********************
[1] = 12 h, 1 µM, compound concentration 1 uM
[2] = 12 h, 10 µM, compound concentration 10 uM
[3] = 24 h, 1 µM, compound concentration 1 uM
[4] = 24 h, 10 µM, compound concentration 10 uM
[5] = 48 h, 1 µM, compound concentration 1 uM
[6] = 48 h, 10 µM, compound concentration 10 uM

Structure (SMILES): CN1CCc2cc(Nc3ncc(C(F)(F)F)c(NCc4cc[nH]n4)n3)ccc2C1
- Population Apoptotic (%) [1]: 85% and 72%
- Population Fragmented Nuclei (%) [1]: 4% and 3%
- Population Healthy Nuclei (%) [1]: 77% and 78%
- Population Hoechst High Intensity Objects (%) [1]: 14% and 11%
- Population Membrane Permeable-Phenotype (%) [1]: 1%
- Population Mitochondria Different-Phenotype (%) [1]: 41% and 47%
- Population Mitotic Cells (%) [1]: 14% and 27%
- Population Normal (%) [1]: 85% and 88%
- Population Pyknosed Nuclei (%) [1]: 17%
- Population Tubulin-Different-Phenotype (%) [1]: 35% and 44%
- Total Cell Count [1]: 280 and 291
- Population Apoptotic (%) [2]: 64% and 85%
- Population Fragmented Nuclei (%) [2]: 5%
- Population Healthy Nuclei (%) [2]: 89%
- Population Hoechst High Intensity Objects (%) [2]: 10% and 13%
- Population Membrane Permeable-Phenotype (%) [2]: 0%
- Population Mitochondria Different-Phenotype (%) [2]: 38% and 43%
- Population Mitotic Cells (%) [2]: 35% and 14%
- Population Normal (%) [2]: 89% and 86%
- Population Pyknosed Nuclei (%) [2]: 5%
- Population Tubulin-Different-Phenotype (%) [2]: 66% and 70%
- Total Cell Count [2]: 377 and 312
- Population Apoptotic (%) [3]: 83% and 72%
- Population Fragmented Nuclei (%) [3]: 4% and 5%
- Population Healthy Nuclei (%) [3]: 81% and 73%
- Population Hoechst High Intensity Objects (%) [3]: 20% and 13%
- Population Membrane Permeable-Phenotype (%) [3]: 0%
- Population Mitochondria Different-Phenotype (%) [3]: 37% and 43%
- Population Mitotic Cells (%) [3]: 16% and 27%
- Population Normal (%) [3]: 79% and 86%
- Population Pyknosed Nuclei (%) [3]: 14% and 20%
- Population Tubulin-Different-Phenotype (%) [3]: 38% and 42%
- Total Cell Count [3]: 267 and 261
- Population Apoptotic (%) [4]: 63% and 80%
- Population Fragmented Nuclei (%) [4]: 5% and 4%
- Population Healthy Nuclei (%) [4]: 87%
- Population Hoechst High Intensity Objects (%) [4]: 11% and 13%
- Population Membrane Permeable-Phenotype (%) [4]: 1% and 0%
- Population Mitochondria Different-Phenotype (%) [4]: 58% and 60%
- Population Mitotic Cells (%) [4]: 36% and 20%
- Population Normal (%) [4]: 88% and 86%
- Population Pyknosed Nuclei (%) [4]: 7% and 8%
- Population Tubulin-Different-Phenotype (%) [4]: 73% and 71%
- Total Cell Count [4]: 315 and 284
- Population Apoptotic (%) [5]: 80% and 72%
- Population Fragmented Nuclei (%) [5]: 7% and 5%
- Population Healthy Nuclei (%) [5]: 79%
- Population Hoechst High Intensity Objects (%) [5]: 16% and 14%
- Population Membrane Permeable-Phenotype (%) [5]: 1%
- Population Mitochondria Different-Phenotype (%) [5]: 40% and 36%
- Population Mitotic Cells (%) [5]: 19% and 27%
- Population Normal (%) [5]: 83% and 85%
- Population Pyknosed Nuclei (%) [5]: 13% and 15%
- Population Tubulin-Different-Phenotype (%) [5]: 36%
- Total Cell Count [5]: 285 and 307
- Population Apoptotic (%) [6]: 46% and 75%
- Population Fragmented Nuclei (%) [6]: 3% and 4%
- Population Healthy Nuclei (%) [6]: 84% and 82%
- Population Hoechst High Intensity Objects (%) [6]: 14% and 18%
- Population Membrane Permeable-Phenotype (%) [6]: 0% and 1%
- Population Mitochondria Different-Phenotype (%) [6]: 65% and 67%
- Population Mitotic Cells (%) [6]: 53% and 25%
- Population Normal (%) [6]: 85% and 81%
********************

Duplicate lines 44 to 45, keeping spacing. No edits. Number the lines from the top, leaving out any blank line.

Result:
- Population Hoechst High Intensity Objects (%) [4]: 11% and 13%
- Population Membrane Permeable-Phenotype (%) [4]: 1% and 0%